Sunday, February 17, 2008

The Alaska Series...Winter in North Central Alaska, an Introduction

In my previous blogs about Alaska, I spoke of traveling to Alaska in the wintertime and some exciting weather experiences.

Well, I am continuing on with that same theme now and will be talking about what I experienced during my FIRST winter in Fairbanks, Alaska.

If you have ever been to Fairbanks, it is quite different from what you usually see in the pictures on travel catalogs and it isn't anything like Anchorage if you are looking for a comparison. At least it wasn't when I lived there and that was a few decades ago...I refuse to say just exactly how long ago it was! Where Anchorage was kind of like the Seattle of Washington state, Fairbanks was more like the country cousin wannabee. And the problem is that the surrounding area isn't quite as breathtaking as Anchorage either. Top it off, the weather is CONSIDERABLY colder in the winter.

But Fairbanks isn't all negative either. There were things there that I would never have experienced in quite the same way as I would have in a more metropolitan area like Anchorage. Fairbanks is a larger Alaskan city that tends to stand alone...a beacon admidst all the tundra, mosquitos, cold and frontierism.

Fairbanks has a university...the University of Alaska in College, AK. Fairbanks has Fort Wainwright next door and Eielson Air Force Base just down the road apiece. Fairbanks has NOAA. Fairbanks has Blair Flats to the South, North Pole (the town) to the east with the Santa Claus House, Nenana down the other way with the great place to watch the ice breaking the spring (and making bets on it), the Yukon River to the North and some great hot spring resorts to warm up that cold body of yours.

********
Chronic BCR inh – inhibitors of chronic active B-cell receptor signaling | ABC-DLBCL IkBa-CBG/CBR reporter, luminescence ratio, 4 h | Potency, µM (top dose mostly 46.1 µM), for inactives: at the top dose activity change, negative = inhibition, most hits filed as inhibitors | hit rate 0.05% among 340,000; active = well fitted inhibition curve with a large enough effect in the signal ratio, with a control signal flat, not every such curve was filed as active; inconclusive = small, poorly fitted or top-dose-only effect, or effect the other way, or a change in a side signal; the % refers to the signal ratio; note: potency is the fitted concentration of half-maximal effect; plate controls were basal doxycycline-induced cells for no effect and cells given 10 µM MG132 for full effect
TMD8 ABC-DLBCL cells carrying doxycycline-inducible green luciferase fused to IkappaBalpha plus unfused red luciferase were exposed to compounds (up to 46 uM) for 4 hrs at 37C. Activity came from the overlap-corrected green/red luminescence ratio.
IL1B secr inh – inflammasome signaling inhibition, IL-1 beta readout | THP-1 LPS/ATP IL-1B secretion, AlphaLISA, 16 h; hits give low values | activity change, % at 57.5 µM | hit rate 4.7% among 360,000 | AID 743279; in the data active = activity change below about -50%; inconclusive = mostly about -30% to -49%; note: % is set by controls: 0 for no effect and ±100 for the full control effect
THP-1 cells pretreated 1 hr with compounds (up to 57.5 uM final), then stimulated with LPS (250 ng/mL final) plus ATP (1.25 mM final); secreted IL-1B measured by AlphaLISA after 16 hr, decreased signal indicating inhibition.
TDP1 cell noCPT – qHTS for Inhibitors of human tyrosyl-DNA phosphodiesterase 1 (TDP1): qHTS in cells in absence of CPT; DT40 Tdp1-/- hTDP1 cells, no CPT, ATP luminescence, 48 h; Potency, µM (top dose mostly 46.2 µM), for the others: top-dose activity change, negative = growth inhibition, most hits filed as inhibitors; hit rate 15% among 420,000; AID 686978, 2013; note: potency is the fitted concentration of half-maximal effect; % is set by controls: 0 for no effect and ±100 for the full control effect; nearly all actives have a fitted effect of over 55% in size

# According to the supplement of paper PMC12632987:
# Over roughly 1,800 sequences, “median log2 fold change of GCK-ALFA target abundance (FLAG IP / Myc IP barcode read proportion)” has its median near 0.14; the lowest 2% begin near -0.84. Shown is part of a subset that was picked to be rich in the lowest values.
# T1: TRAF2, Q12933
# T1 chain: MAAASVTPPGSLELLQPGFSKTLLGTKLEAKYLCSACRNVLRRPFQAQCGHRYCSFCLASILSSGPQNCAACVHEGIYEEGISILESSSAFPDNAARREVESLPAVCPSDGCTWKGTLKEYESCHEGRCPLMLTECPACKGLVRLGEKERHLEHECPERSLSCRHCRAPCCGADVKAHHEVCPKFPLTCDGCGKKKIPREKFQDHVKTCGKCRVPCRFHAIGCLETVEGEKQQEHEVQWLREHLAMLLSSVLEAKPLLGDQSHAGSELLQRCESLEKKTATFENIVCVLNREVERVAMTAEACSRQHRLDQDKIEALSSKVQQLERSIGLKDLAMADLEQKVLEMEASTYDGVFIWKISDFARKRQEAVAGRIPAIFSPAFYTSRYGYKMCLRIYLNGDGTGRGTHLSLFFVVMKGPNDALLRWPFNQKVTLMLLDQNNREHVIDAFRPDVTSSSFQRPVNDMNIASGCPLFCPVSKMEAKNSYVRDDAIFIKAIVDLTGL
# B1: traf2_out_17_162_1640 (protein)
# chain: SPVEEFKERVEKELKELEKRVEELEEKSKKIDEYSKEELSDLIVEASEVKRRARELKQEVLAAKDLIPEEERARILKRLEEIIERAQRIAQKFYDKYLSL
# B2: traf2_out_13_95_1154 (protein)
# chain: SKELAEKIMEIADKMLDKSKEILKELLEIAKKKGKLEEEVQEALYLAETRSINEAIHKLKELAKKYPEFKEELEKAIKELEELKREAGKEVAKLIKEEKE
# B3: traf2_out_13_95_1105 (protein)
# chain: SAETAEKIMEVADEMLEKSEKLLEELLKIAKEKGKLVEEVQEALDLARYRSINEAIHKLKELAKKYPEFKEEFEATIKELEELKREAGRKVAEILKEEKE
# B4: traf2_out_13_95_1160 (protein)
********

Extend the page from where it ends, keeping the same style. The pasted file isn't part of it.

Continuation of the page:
Fairbanks has comfortable summers that are sunny and seldom cold, sunshine constantly 24hrs a day from June until fall and nearby Cleary Summit to check out the summer solstice.
Fairbanks also has some of the most cotton pickinest cold winters there are too. Too spend a winter....even one winter there, can make or break a person and there will be stories to tell for a lifetime afterward.

My first winter in Alaska was a culture shock, I admit. I arrived in the middle of January after driving there. You can read about that experience in some of my previous blogs. I never really got to SEE Fairbanks for the first 3 weeks I lived there because it was so amazingly cold (45 to 65 below zero everyday) that the city's pollution literally froze in mid air, causing a phenomena called "ice fog". Literally, frozen air pollution! By the end of 3 weeks, I was ready to fly back or die!!! I'd had enough! Then, something changed. The weather warmed up to a more pleasant 10 below zero and the sky was still relatively clear...the ice fog went away and nighttime was absolutely astounding! Clear as clear can be, the stars shown in a way I had never seen before. I could almost reach out and touch those stars. The northern lights (aurora borealis) were the most amazing sites I've ever seen...better than Disneyland. Well, maybe not, but close! If you have never seen the northern lights, it is well worth seeing it even just once if you get a really good view. Sometimes you can see them further south in the lower 48 states but they don't compare to anything like you see in Alaska.

The next time, I will talk about some strange experiences that you can only have in the coldest of climates and what happens when cabin fever hits.